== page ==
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168 NUTRITION LABELING The great disadvantage of "and/or" labeling of fats and oils is Mat many of the commonly used oils vary widely in fatty acid content. If coconut oil is the only oil used, over 80 percent of the fatty acid content of the product might be saturated; if rapeseed oil were chosen, the same product might have a fatty acid content that was less than 7 percent saturated fatty acids. Although fatty acid content varies among many of the commercial oils, functionality of the oil in many products such as baked goods limits the range of fatty acid content of oil that can be used. Nevertheless, the information that is clearly relevant to the product's composition and that many consumers consider important in planning their diets teas often been unavailable. Nutrition Information Pane] If a manufacturer chooses to or must provide nutrition labeling, the label must declare the amount of fat per serving in grams (21 CFR 101.9(c)~6~. Only if a claim about the fatty acid content is made must the content of saturated and unsaturated fatty acids be declared on the nutrition information panel, using the terms saturated fat and unsaturated fat. In this case, the percentage of total calories contributed by fats is required; however, the cholesterol content is not (21 CFR 101.25(c)~. If a claim regarding cholesterol is made, the amount per serving must be given on the label, but no specific information about the fatty acids need be listed (21 CF~ 101.25(b)~. As a result, foods rich in cholesterol but containing certain vegetable oils may describe their relatively low percentage of saturated fat without revealing the cholesterol content. For foods with a significant amount of vegetable fats, the fatty acid content may not be reported if there is a claim of the absence of cholesterol on the label. For food labels that provide either fatty acid or cholesterol content, FDA requires that the label indicate that such information is given for individuals who, on the advice of a physician, are modifying their dietary intake of fat andfor cholesterol (21 CFR 101.25(d)~. Since the 1986 proposal to regulate cholesterol-related terms, this requirement has not been enforced but is an indication of the specific subpopulation on which the concept of a low-saturated- fat, low-cholesterol eating pattern was originally focused Within the past 5 years, a national consensus on the efficacy of plasma cholesterol reduction in the prevention of CHD in the entire population has been reached that favors dietary modification as the first step in achieving a reduction in the risk of CHD. In July 1990, FDA issued a tentative final rule that included revised quantitative fat declaration and definitions with criteria for their use (55 Fed. Reg. 29,45~29,473, July 19, 1990~. The agency continued to use its existing rules on total fat content When fatty acid or cholesterol content is declared, both are to be declared immediately following the statement of fat content and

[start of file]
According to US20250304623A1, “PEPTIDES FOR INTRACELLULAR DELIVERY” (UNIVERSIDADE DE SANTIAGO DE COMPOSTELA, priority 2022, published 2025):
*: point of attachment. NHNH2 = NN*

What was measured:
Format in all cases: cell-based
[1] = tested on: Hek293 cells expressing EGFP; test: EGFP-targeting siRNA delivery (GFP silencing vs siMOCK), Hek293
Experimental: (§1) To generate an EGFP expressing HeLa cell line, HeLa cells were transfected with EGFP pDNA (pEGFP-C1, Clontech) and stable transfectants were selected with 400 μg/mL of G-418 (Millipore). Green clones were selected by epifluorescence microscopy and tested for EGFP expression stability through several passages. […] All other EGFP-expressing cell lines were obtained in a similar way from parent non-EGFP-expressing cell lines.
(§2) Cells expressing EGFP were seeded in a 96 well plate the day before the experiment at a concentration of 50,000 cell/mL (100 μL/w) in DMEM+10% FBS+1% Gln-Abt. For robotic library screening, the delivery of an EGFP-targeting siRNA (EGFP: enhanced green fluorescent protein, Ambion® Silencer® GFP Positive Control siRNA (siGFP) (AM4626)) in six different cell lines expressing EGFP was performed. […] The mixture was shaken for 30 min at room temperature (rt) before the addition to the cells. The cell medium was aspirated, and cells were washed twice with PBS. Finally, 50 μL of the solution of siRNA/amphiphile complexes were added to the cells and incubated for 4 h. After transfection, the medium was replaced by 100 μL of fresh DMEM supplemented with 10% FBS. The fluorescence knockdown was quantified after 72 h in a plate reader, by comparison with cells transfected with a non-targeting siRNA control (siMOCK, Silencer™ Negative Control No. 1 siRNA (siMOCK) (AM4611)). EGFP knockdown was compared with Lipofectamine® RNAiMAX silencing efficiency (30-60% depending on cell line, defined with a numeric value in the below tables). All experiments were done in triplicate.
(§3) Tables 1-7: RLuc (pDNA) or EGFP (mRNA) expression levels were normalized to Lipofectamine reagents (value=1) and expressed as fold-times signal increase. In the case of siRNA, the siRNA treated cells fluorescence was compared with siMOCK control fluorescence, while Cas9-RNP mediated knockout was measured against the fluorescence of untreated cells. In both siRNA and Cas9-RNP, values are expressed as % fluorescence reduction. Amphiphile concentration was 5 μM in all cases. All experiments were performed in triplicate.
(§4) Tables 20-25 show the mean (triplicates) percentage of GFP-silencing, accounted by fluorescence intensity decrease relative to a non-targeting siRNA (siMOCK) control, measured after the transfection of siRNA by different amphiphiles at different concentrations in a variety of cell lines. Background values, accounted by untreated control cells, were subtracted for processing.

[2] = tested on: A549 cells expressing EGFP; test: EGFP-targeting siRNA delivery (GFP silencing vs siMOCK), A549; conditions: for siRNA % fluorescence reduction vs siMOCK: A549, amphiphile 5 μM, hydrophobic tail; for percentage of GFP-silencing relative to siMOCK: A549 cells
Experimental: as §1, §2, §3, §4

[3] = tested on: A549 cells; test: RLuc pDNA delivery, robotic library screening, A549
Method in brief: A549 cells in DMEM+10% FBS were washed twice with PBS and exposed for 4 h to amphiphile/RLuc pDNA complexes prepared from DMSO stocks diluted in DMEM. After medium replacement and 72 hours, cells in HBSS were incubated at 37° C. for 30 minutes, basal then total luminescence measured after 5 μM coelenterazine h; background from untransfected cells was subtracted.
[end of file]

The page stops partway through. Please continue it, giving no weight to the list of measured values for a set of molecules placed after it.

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192 N~r~TlON LABELING of white rice and white flour has not been implemented or low levels of dietary thiamin are associated with consumption of raw fish, whose intestinal microbes contain thiaminase. In the United States, thiamin deficiency is unlikely in healthy individuals but has been observed in individuals whose heals is otherwise compromised by such conditions as alcoholism, renal disease, chronic febrile infections, chronic intravenous feeding, or inborn errors in metabolism. Deficiency is associated with abnormalities of carbohydrate metabolism related to decreased oxidative deca~oxylations. The clinical condition associated with a prolonged deficient intake is beriberi, which is characterized by mental confusion, anorexia, muscle weakness, ataxia, peripheral paralysis, edema or muscle wasting (depending on the type of beriberi), tachycardia, and enlarged heart. The average thiamin daily intake is reported to be 1.75 mg by adult men, 1.05 mg by adult women, and 1.12 mg by children aged 1 to 5 (NRC, 1989b). A minimum of 1.0 mg/day is the recommended level for all adults (NRC, 1989b). An additional 0.4 mg/day is recommended throughout pregnancy for maternal and fetal growth as well as increased maternal caloric intake. An increment of 0.5 mg/day is recommended throughout lactation. The 1989 RDA allowance for infants is 0.4 mg/1,000 kcal; this increases to 0.5 mg/1,000 kcal for children and adolescents. Riboflavin In Nutrition Monitoring in the United States (LSRO, FASEB, 1989), n- boflavin was not considered to be a current public health issue. No specific recommendation concerning riboflavin was given in either the Surgeon Gen- eral's or NRC reports. This B vitamin functions primarily as a part of two Gavin coenzymes (flavin mononucleotide and Gavin adenine dinucleotide) that catalyze many oxidation- reduction reactions. Riboflavin is essential in the function of vitamin B6 and niacin. Riboflavin is readily absorbed in the small intestine. Deficiency is rare in the United States, but symptoms include oral-buccal cavity lesions, a generalized seborrheic dermatitis, and normocytic anemia Average reported intakes are 2.08 mg/day by men, 1.34 mg/day by women, and 1.57 mg/day by children ages 1 to 5 ARC, 1989b). A minimum intake of 1.2 mg/day is recommended for adults (NRC, 1989b). An additional intake of 0.3 mgiday is recommended during pregnancy; and 0.5 mg and 0.4 mg/day are recommended for the first 6 months and thereafter, respectively, for lactation. Because of the possibility of growth inhibition with inadequate intakes by children, the allowance is set at 0.6 mg/100 kcal for infants and approximately 1 mg/day for children.